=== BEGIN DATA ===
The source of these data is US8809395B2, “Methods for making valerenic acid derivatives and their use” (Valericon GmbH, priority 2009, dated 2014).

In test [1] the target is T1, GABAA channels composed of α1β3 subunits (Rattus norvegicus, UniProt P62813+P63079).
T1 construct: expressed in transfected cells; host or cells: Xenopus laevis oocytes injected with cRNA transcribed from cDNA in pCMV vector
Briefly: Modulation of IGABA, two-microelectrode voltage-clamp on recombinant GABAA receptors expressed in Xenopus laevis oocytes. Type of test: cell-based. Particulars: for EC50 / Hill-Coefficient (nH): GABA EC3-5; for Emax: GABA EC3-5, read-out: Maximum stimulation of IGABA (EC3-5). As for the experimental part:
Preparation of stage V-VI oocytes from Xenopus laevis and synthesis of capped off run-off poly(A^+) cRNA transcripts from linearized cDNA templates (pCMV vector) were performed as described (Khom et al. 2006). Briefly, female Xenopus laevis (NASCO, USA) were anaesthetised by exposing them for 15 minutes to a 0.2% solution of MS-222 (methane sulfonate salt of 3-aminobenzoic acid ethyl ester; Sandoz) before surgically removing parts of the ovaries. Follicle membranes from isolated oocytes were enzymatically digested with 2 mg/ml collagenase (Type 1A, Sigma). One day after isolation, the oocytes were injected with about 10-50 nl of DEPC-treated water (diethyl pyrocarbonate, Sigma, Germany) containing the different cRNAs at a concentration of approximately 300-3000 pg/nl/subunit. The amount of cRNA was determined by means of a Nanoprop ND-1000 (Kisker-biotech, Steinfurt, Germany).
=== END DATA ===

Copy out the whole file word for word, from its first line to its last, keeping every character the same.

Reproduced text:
The source of these data is US8809395B2, “Methods for making valerenic acid derivatives and their use” (Valericon GmbH, priority 2009, dated 2014).

In test [1] the target is T1, GABAA channels composed of α1β3 subunits (Rattus norvegicus, UniProt P62813+P63079).
T1 construct: expressed in transfected cells; host or cells: Xenopus laevis oocytes injected with cRNA transcribed from cDNA in pCMV vector
Briefly: Modulation of IGABA, two-microelectrode voltage-clamp on recombinant GABAA receptors expressed in Xenopus laevis oocytes. Type of test: cell-based. Particulars: for EC50 / Hill-Coefficient (nH): GABA EC3-5; for Emax: GABA EC3-5, read-out: Maximum stimulation of IGABA (EC3-5). As for the experimental part:
Preparation of stage V-VI oocytes from Xenopus laevis and synthesis of capped off run-off poly(A^+) cRNA transcripts from linearized cDNA templates (pCMV vector) were performed as described (Khom et al. 2006). Briefly, female Xenopus laevis (NASCO, USA) were anaesthetised by exposing them for 15 minutes to a 0.2% solution of MS-222 (methane sulfonate salt of 3-aminobenzoic acid ethyl ester; Sandoz) before surgically removing parts of the ovaries. Follicle membranes from isolated oocytes were enzymatically digested with 2 mg/ml collagenase (Type 1A, Sigma). One day after isolation, the oocytes were injected with about 10-50 nl of DEPC-treated water (diethyl pyrocarbonate, Sigma, Germany) containing the different cRNAs at a concentration of approximately 300-3000 pg/nl/subunit. The amount of cRNA was determined by means of a Nanoprop ND-1000 (Kisker-biotech, Steinfurt, Germany).